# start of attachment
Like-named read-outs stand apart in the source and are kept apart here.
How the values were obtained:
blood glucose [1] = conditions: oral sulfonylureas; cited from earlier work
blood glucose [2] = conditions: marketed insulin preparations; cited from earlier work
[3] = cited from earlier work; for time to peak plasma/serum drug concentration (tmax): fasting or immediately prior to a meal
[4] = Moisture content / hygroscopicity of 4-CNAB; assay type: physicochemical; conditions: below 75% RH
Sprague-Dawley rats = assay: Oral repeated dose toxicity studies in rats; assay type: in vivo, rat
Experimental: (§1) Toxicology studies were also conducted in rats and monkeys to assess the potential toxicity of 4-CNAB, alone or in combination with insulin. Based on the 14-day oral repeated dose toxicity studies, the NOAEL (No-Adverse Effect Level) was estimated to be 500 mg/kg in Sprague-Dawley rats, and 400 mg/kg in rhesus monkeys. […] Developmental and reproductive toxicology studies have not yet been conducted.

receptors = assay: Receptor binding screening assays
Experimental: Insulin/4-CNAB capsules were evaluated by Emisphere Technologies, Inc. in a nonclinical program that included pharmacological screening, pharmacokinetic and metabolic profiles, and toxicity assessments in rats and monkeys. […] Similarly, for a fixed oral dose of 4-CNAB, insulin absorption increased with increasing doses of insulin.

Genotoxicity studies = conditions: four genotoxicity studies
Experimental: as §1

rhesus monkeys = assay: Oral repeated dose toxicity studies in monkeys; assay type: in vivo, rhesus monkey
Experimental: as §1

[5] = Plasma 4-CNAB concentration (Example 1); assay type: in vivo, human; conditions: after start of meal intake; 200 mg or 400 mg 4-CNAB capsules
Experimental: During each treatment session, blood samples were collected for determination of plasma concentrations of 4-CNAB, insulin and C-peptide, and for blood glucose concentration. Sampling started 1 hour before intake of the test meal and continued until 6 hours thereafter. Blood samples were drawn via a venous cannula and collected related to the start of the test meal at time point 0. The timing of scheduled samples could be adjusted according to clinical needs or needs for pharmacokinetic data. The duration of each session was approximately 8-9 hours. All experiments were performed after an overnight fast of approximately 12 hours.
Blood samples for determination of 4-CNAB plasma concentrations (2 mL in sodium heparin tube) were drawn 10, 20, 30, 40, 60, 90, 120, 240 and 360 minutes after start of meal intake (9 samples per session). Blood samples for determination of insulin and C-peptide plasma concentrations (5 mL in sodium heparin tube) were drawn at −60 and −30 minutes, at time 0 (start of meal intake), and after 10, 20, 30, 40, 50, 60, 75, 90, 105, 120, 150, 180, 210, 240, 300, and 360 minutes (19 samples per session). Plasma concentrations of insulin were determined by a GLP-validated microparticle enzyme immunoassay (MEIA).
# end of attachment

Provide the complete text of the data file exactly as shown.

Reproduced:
Like-named read-outs stand apart in the source and are kept apart here.
How the values were obtained:
blood glucose [1] = conditions: oral sulfonylureas; cited from earlier work
blood glucose [2] = conditions: marketed insulin preparations; cited from earlier work
[3] = cited from earlier work; for time to peak plasma/serum drug concentration (tmax): fasting or immediately prior to a meal
[4] = Moisture content / hygroscopicity of 4-CNAB; assay type: physicochemical; conditions: below 75% RH
Sprague-Dawley rats = assay: Oral repeated dose toxicity studies in rats; assay type: in vivo, rat
Experimental: (§1) Toxicology studies were also conducted in rats and monkeys to assess the potential toxicity of 4-CNAB, alone or in combination with insulin. Based on the 14-day oral repeated dose toxicity studies, the NOAEL (No-Adverse Effect Level) was estimated to be 500 mg/kg in Sprague-Dawley rats, and 400 mg/kg in rhesus monkeys. […] Developmental and reproductive toxicology studies have not yet been conducted.

receptors = assay: Receptor binding screening assays
Experimental: Insulin/4-CNAB capsules were evaluated by Emisphere Technologies, Inc. in a nonclinical program that included pharmacological screening, pharmacokinetic and metabolic profiles, and toxicity assessments in rats and monkeys. […] Similarly, for a fixed oral dose of 4-CNAB, insulin absorption increased with increasing doses of insulin.

Genotoxicity studies = conditions: four genotoxicity studies
Experimental: as §1

rhesus monkeys = assay: Oral repeated dose toxicity studies in monkeys; assay type: in vivo, rhesus monkey
Experimental: as §1

[5] = Plasma 4-CNAB concentration (Example 1); assay type: in vivo, human; conditions: after start of meal intake; 200 mg or 400 mg 4-CNAB capsules
Experimental: During each treatment session, blood samples were collected for determination of plasma concentrations of 4-CNAB, insulin and C-peptide, and for blood glucose concentration. Sampling started 1 hour before intake of the test meal and continued until 6 hours thereafter. Blood samples were drawn via a venous cannula and collected related to the start of the test meal at time point 0. The timing of scheduled samples could be adjusted according to clinical needs or needs for pharmacokinetic data. The duration of each session was approximately 8-9 hours. All experiments were performed after an overnight fast of approximately 12 hours.
Blood samples for determination of 4-CNAB plasma concentrations (2 mL in sodium heparin tube) were drawn 10, 20, 30, 40, 60, 90, 120, 240 and 360 minutes after start of meal intake (9 samples per session). Blood samples for determination of insulin and C-peptide plasma concentrations (5 mL in sodium heparin tube) were drawn at −60 and −30 minutes, at time 0 (start of meal intake), and after 10, 20, 30, 40, 50, 60, 75, 90, 105, 120, 150, 180, 210, 240, 300, and 360 minutes (19 samples per session). Plasma concentrations of insulin were determined by a GLP-validated microparticle enzyme immunoassay (MEIA).